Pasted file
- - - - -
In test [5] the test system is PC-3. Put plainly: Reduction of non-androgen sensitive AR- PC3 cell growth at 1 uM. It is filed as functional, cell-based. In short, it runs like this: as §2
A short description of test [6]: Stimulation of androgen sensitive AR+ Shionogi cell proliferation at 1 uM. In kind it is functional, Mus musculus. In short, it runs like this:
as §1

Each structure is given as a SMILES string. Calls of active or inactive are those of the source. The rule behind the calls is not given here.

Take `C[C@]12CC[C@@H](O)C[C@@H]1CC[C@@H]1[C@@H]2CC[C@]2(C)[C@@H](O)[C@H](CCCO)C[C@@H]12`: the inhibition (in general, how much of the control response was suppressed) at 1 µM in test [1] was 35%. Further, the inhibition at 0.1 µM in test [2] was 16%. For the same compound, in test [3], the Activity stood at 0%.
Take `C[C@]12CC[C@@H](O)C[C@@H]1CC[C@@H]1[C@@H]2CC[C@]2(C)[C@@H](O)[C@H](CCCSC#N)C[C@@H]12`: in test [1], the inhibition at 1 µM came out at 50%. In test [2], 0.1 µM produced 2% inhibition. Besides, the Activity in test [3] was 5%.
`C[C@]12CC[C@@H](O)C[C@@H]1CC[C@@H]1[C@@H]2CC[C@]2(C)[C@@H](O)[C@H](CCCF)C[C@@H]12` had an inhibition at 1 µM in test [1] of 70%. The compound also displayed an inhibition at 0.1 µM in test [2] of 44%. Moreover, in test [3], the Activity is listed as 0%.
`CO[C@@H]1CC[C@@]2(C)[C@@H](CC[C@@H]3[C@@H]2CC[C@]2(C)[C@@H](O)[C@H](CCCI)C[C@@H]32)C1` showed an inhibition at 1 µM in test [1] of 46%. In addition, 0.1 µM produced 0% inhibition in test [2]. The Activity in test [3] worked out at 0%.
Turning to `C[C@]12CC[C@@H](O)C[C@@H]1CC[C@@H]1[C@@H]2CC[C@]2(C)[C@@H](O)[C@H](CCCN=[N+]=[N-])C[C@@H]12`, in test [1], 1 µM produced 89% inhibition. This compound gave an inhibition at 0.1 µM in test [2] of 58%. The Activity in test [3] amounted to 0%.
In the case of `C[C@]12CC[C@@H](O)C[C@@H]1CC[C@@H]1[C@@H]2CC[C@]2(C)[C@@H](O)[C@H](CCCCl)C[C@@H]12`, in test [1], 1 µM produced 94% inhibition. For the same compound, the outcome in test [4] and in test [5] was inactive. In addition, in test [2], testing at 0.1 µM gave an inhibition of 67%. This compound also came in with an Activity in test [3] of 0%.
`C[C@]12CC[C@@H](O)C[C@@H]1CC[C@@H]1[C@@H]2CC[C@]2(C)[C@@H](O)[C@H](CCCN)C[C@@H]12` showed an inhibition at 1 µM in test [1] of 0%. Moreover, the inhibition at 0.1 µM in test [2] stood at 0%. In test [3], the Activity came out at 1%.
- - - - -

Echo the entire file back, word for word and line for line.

In test [5] the test system is PC-3. Put plainly: Reduction of non-androgen sensitive AR- PC3 cell growth at 1 uM. It is filed as functional, cell-based. In short, it runs like this: as §2
A short description of test [6]: Stimulation of androgen sensitive AR+ Shionogi cell proliferation at 1 uM. In kind it is functional, Mus musculus. In short, it runs like this:
as §1

Each structure is given as a SMILES string. Calls of active or inactive are those of the source. The rule behind the calls is not given here.

Take `C[C@]12CC[C@@H](O)C[C@@H]1CC[C@@H]1[C@@H]2CC[C@]2(C)[C@@H](O)[C@H](CCCO)C[C@@H]12`: the inhibition (in general, how much of the control response was suppressed) at 1 µM in test [1] was 35%. Further, the inhibition at 0.1 µM in test [2] was 16%. For the same compound, in test [3], the Activity stood at 0%.
Take `C[C@]12CC[C@@H](O)C[C@@H]1CC[C@@H]1[C@@H]2CC[C@]2(C)[C@@H](O)[C@H](CCCSC#N)C[C@@H]12`: in test [1], the inhibition at 1 µM came out at 50%. In test [2], 0.1 µM produced 2% inhibition. Besides, the Activity in test [3] was 5%.
`C[C@]12CC[C@@H](O)C[C@@H]1CC[C@@H]1[C@@H]2CC[C@]2(C)[C@@H](O)[C@H](CCCF)C[C@@H]12` had an inhibition at 1 µM in test [1] of 70%. The compound also displayed an inhibition at 0.1 µM in test [2] of 44%. Moreover, in test [3], the Activity is listed as 0%.
`CO[C@@H]1CC[C@@]2(C)[C@@H](CC[C@@H]3[C@@H]2CC[C@]2(C)[C@@H](O)[C@H](CCCI)C[C@@H]32)C1` showed an inhibition at 1 µM in test [1] of 46%. In addition, 0.1 µM produced 0% inhibition in test [2]. The Activity in test [3] worked out at 0%.
Turning to `C[C@]12CC[C@@H](O)C[C@@H]1CC[C@@H]1[C@@H]2CC[C@]2(C)[C@@H](O)[C@H](CCCN=[N+]=[N-])C[C@@H]12`, in test [1], 1 µM produced 89% inhibition. This compound gave an inhibition at 0.1 µM in test [2] of 58%. The Activity in test [3] amounted to 0%.
In the case of `C[C@]12CC[C@@H](O)C[C@@H]1CC[C@@H]1[C@@H]2CC[C@]2(C)[C@@H](O)[C@H](CCCCl)C[C@@H]12`, in test [1], 1 µM produced 94% inhibition. For the same compound, the outcome in test [4] and in test [5] was inactive. In addition, in test [2], testing at 0.1 µM gave an inhibition of 67%. This compound also came in with an Activity in test [3] of 0%.
`C[C@]12CC[C@@H](O)C[C@@H]1CC[C@@H]1[C@@H]2CC[C@]2(C)[C@@H](O)[C@H](CCCN)C[C@@H]12` showed an inhibition at 1 µM in test [1] of 0%. Moreover, the inhibition at 0.1 µM in test [2] stood at 0%. In test [3], the Activity came out at 1%.